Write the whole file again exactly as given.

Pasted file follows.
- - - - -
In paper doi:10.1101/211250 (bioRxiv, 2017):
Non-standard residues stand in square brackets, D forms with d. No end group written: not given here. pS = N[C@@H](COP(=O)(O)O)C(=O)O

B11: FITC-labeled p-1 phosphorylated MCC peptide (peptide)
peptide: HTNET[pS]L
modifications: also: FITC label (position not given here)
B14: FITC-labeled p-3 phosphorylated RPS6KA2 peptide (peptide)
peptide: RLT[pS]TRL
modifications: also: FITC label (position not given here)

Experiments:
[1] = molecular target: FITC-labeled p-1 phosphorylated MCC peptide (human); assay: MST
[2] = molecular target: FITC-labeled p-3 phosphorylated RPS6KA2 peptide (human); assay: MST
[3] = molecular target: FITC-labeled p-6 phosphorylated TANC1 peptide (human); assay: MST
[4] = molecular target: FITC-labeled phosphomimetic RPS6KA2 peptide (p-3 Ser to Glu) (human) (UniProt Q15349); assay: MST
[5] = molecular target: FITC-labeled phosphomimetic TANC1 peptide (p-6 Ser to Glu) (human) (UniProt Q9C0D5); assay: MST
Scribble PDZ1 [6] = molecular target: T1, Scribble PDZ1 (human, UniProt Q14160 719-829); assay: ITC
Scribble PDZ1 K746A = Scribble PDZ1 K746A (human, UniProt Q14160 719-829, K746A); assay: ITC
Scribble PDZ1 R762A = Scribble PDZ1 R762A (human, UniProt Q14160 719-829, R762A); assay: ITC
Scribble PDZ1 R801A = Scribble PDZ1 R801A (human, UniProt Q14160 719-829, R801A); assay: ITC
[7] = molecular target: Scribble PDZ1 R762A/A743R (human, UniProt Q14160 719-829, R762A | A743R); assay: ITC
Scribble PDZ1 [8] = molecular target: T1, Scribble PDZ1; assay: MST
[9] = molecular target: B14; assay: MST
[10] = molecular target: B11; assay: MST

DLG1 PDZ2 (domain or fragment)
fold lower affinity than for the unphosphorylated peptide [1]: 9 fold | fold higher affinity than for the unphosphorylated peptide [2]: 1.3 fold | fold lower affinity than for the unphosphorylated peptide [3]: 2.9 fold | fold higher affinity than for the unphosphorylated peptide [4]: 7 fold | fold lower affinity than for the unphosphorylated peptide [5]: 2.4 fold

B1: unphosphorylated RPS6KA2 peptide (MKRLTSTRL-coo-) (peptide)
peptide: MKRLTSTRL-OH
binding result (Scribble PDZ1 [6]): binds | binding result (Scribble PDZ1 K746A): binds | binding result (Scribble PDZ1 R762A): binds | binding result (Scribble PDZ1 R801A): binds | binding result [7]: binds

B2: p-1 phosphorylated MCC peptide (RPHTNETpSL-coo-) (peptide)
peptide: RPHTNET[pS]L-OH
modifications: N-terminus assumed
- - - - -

In paper doi:10.1101/211250 (bioRxiv, 2017):
Non-standard residues stand in square brackets, D forms with d. No end group written: not given here. pS = N[C@@H](COP(=O)(O)O)C(=O)O

B11: FITC-labeled p-1 phosphorylated MCC peptide (peptide)
peptide: HTNET[pS]L
modifications: also: FITC label (position not given here)
B14: FITC-labeled p-3 phosphorylated RPS6KA2 peptide (peptide)
peptide: RLT[pS]TRL
modifications: also: FITC label (position not given here)

Experiments:
[1] = molecular target: FITC-labeled p-1 phosphorylated MCC peptide (human); assay: MST
[2] = molecular target: FITC-labeled p-3 phosphorylated RPS6KA2 peptide (human); assay: MST
[3] = molecular target: FITC-labeled p-6 phosphorylated TANC1 peptide (human); assay: MST
[4] = molecular target: FITC-labeled phosphomimetic RPS6KA2 peptide (p-3 Ser to Glu) (human) (UniProt Q15349); assay: MST
[5] = molecular target: FITC-labeled phosphomimetic TANC1 peptide (p-6 Ser to Glu) (human) (UniProt Q9C0D5); assay: MST
Scribble PDZ1 [6] = molecular target: T1, Scribble PDZ1 (human, UniProt Q14160 719-829); assay: ITC
Scribble PDZ1 K746A = Scribble PDZ1 K746A (human, UniProt Q14160 719-829, K746A); assay: ITC
Scribble PDZ1 R762A = Scribble PDZ1 R762A (human, UniProt Q14160 719-829, R762A); assay: ITC
Scribble PDZ1 R801A = Scribble PDZ1 R801A (human, UniProt Q14160 719-829, R801A); assay: ITC
[7] = molecular target: Scribble PDZ1 R762A/A743R (human, UniProt Q14160 719-829, R762A | A743R); assay: ITC
Scribble PDZ1 [8] = molecular target: T1, Scribble PDZ1; assay: MST
[9] = molecular target: B14; assay: MST
[10] = molecular target: B11; assay: MST

DLG1 PDZ2 (domain or fragment)
fold lower affinity than for the unphosphorylated peptide [1]: 9 fold | fold higher affinity than for the unphosphorylated peptide [2]: 1.3 fold | fold lower affinity than for the unphosphorylated peptide [3]: 2.9 fold | fold higher affinity than for the unphosphorylated peptide [4]: 7 fold | fold lower affinity than for the unphosphorylated peptide [5]: 2.4 fold

B1: unphosphorylated RPS6KA2 peptide (MKRLTSTRL-coo-) (peptide)
peptide: MKRLTSTRL-OH
binding result (Scribble PDZ1 [6]): binds | binding result (Scribble PDZ1 K746A): binds | binding result (Scribble PDZ1 R762A): binds | binding result (Scribble PDZ1 R801A): binds | binding result [7]: binds

B2: p-1 phosphorylated MCC peptide (RPHTNETpSL-coo-) (peptide)
peptide: RPHTNET[pS]L-OH
modifications: N-terminus assumed